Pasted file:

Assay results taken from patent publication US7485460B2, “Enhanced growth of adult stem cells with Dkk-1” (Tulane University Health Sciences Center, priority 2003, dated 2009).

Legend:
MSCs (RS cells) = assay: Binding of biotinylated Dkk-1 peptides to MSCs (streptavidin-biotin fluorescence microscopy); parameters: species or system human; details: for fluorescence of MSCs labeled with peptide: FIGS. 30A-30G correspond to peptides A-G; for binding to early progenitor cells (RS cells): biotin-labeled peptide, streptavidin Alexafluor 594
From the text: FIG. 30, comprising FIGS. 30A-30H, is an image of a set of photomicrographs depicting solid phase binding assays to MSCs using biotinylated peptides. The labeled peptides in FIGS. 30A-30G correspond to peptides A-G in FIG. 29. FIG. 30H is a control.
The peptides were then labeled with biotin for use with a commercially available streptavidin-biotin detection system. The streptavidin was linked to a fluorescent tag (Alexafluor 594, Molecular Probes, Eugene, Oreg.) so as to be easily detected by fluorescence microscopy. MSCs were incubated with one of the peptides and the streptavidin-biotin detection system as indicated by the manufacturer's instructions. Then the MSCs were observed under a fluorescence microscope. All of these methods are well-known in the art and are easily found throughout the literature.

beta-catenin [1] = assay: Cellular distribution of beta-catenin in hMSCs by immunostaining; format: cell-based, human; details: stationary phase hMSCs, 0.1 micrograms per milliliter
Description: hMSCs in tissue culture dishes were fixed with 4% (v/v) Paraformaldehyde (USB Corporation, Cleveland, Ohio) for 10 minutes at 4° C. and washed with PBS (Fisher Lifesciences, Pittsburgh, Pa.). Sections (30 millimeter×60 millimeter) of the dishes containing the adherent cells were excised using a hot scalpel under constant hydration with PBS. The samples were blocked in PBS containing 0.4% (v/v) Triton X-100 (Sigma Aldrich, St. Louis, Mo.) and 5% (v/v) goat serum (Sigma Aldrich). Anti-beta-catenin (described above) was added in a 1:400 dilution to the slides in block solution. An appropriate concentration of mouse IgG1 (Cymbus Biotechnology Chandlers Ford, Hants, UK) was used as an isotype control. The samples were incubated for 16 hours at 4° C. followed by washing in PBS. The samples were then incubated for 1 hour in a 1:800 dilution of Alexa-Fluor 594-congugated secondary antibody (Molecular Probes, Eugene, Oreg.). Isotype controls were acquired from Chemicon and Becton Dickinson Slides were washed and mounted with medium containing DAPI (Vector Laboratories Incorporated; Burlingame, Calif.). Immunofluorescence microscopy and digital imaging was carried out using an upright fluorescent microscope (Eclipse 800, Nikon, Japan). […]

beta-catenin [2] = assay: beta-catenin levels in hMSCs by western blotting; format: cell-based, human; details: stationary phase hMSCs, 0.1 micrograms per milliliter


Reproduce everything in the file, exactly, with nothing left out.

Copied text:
Assay results taken from patent publication US7485460B2, “Enhanced growth of adult stem cells with Dkk-1” (Tulane University Health Sciences Center, priority 2003, dated 2009).

Legend:
MSCs (RS cells) = assay: Binding of biotinylated Dkk-1 peptides to MSCs (streptavidin-biotin fluorescence microscopy); parameters: species or system human; details: for fluorescence of MSCs labeled with peptide: FIGS. 30A-30G correspond to peptides A-G; for binding to early progenitor cells (RS cells): biotin-labeled peptide, streptavidin Alexafluor 594
From the text: FIG. 30, comprising FIGS. 30A-30H, is an image of a set of photomicrographs depicting solid phase binding assays to MSCs using biotinylated peptides. The labeled peptides in FIGS. 30A-30G correspond to peptides A-G in FIG. 29. FIG. 30H is a control.
The peptides were then labeled with biotin for use with a commercially available streptavidin-biotin detection system. The streptavidin was linked to a fluorescent tag (Alexafluor 594, Molecular Probes, Eugene, Oreg.) so as to be easily detected by fluorescence microscopy. MSCs were incubated with one of the peptides and the streptavidin-biotin detection system as indicated by the manufacturer's instructions. Then the MSCs were observed under a fluorescence microscope. All of these methods are well-known in the art and are easily found throughout the literature.

beta-catenin [1] = assay: Cellular distribution of beta-catenin in hMSCs by immunostaining; format: cell-based, human; details: stationary phase hMSCs, 0.1 micrograms per milliliter
Description: hMSCs in tissue culture dishes were fixed with 4% (v/v) Paraformaldehyde (USB Corporation, Cleveland, Ohio) for 10 minutes at 4° C. and washed with PBS (Fisher Lifesciences, Pittsburgh, Pa.). Sections (30 millimeter×60 millimeter) of the dishes containing the adherent cells were excised using a hot scalpel under constant hydration with PBS. The samples were blocked in PBS containing 0.4% (v/v) Triton X-100 (Sigma Aldrich, St. Louis, Mo.) and 5% (v/v) goat serum (Sigma Aldrich). Anti-beta-catenin (described above) was added in a 1:400 dilution to the slides in block solution. An appropriate concentration of mouse IgG1 (Cymbus Biotechnology Chandlers Ford, Hants, UK) was used as an isotype control. The samples were incubated for 16 hours at 4° C. followed by washing in PBS. The samples were then incubated for 1 hour in a 1:800 dilution of Alexa-Fluor 594-congugated secondary antibody (Molecular Probes, Eugene, Oreg.). Isotype controls were acquired from Chemicon and Becton Dickinson Slides were washed and mounted with medium containing DAPI (Vector Laboratories Incorporated; Burlingame, Calif.). Immunofluorescence microscopy and digital imaging was carried out using an upright fluorescent microscope (Eclipse 800, Nikon, Japan). […]

beta-catenin [2] = assay: beta-catenin levels in hMSCs by western blotting; format: cell-based, human; details: stationary phase hMSCs, 0.1 micrograms per milliliter